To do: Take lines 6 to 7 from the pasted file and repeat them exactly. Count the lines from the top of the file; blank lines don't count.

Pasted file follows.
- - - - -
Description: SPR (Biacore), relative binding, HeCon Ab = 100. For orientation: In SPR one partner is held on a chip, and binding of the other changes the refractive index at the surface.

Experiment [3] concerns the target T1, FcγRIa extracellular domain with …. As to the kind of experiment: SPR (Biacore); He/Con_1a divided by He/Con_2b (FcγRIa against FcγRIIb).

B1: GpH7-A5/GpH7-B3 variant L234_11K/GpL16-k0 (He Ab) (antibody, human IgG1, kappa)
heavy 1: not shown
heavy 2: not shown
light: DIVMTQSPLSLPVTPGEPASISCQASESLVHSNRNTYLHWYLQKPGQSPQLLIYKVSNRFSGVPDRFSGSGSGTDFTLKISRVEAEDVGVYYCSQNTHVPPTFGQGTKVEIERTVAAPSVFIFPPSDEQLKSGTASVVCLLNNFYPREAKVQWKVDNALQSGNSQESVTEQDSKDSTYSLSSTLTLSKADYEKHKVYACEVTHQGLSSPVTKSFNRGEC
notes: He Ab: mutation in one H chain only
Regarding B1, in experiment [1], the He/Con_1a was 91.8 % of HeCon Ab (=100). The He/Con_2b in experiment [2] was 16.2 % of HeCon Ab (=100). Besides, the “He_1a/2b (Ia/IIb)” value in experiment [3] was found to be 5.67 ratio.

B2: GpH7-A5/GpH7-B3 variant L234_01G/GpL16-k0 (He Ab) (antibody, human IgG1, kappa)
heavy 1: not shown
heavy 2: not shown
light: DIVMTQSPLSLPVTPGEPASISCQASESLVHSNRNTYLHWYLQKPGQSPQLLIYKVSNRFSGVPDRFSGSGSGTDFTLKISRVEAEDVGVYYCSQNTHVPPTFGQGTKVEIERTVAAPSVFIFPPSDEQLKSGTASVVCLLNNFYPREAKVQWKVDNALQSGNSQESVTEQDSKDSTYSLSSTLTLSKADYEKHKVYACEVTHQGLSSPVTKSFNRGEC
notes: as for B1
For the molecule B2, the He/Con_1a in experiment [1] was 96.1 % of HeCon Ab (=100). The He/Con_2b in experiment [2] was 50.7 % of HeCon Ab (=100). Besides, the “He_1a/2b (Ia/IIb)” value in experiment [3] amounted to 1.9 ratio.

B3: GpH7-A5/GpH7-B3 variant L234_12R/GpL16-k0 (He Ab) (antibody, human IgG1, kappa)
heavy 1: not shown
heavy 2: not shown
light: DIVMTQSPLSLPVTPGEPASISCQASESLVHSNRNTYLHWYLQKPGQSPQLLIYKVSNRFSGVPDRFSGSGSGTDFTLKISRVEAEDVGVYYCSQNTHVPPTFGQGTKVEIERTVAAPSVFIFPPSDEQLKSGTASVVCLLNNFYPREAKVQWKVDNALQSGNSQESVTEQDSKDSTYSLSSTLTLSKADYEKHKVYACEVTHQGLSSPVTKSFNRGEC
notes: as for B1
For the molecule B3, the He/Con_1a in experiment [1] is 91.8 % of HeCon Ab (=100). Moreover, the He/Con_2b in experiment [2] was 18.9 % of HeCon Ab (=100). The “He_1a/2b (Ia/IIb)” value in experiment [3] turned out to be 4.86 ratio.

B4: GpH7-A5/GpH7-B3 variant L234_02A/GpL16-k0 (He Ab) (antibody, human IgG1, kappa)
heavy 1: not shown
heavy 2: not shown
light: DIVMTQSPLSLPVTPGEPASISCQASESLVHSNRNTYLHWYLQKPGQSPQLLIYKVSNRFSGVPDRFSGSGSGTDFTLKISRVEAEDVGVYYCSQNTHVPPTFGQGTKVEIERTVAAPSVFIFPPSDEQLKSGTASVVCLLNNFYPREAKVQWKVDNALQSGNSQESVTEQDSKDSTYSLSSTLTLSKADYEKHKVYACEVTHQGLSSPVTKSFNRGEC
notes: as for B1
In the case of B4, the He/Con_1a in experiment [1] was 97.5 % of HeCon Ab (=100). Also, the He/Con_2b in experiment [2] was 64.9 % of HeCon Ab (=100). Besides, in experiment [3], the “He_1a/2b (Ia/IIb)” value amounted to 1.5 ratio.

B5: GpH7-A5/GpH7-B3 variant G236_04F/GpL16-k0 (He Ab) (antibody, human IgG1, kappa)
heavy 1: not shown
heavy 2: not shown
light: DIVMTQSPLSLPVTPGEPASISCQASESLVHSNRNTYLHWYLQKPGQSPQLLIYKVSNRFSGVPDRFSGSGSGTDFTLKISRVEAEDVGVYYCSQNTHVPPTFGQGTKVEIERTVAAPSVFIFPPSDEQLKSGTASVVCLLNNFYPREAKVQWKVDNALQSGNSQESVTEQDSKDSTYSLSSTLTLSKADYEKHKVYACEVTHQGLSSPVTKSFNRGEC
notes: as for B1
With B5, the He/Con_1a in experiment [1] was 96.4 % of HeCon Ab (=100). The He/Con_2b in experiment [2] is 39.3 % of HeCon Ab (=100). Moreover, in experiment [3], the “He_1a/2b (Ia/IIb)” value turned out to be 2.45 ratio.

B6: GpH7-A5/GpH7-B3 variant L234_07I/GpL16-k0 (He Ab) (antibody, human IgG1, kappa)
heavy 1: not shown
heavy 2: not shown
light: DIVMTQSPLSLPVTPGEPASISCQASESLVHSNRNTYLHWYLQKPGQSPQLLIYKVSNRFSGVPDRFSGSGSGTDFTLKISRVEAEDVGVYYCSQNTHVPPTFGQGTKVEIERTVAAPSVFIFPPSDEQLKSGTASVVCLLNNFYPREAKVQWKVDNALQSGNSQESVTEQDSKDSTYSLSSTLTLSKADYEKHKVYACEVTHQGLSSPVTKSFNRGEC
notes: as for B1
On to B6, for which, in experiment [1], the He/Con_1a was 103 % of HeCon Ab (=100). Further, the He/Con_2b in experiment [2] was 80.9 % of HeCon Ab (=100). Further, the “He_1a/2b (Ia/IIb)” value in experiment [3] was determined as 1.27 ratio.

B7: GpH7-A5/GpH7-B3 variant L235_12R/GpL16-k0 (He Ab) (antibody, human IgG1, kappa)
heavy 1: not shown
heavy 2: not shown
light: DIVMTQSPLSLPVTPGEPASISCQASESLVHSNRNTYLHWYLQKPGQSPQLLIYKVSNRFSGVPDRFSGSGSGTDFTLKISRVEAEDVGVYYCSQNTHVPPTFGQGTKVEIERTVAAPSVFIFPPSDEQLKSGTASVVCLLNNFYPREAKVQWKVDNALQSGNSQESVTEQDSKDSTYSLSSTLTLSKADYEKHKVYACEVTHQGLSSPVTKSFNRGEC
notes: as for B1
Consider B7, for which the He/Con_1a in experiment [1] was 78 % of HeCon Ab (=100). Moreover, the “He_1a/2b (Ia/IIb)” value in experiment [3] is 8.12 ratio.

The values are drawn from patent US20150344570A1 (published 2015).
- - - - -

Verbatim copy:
light: DIVMTQSPLSLPVTPGEPASISCQASESLVHSNRNTYLHWYLQKPGQSPQLLIYKVSNRFSGVPDRFSGSGSGTDFTLKISRVEAEDVGVYYCSQNTHVPPTFGQGTKVEIERTVAAPSVFIFPPSDEQLKSGTASVVCLLNNFYPREAKVQWKVDNALQSGNSQESVTEQDSKDSTYSLSSTLTLSKADYEKHKVYACEVTHQGLSSPVTKSFNRGEC
notes: He Ab: mutation in one H chain only